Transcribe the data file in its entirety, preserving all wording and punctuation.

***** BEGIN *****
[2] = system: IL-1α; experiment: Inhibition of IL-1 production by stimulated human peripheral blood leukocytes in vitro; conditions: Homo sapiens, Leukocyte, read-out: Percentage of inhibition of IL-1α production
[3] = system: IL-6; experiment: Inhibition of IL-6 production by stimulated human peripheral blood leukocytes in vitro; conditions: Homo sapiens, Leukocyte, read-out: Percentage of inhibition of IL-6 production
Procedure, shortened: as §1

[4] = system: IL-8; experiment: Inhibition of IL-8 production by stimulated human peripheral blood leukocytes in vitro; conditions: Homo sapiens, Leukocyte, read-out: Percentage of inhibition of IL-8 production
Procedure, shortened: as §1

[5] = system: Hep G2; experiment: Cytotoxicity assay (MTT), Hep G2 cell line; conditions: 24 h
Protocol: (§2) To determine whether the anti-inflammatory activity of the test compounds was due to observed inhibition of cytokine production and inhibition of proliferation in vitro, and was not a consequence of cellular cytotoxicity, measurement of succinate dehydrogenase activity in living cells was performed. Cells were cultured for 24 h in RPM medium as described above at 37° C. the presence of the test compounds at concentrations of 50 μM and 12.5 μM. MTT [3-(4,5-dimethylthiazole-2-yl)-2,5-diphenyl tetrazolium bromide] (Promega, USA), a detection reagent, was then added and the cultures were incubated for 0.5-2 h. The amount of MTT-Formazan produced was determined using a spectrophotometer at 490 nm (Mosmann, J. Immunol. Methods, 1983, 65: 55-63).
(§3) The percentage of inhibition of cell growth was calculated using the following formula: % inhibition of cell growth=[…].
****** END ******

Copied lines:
[2] = system: IL-1α; experiment: Inhibition of IL-1 production by stimulated human peripheral blood leukocytes in vitro; conditions: Homo sapiens, Leukocyte, read-out: Percentage of inhibition of IL-1α production
[3] = system: IL-6; experiment: Inhibition of IL-6 production by stimulated human peripheral blood leukocytes in vitro; conditions: Homo sapiens, Leukocyte, read-out: Percentage of inhibition of IL-6 production
Procedure, shortened: as §1

[4] = system: IL-8; experiment: Inhibition of IL-8 production by stimulated human peripheral blood leukocytes in vitro; conditions: Homo sapiens, Leukocyte, read-out: Percentage of inhibition of IL-8 production
Procedure, shortened: as §1

[5] = system: Hep G2; experiment: Cytotoxicity assay (MTT), Hep G2 cell line; conditions: 24 h
Protocol: (§2) To determine whether the anti-inflammatory activity of the test compounds was due to observed inhibition of cytokine production and inhibition of proliferation in vitro, and was not a consequence of cellular cytotoxicity, measurement of succinate dehydrogenase activity in living cells was performed. Cells were cultured for 24 h in RPM medium as described above at 37° C. the presence of the test compounds at concentrations of 50 μM and 12.5 μM. MTT [3-(4,5-dimethylthiazole-2-yl)-2,5-diphenyl tetrazolium bromide] (Promega, USA), a detection reagent, was then added and the cultures were incubated for 0.5-2 h. The amount of MTT-Formazan produced was determined using a spectrophotometer at 490 nm (Mosmann, J. Immunol. Methods, 1983, 65: 55-63).
(§3) The percentage of inhibition of cell growth was calculated using the following formula: % inhibition of cell growth=[…].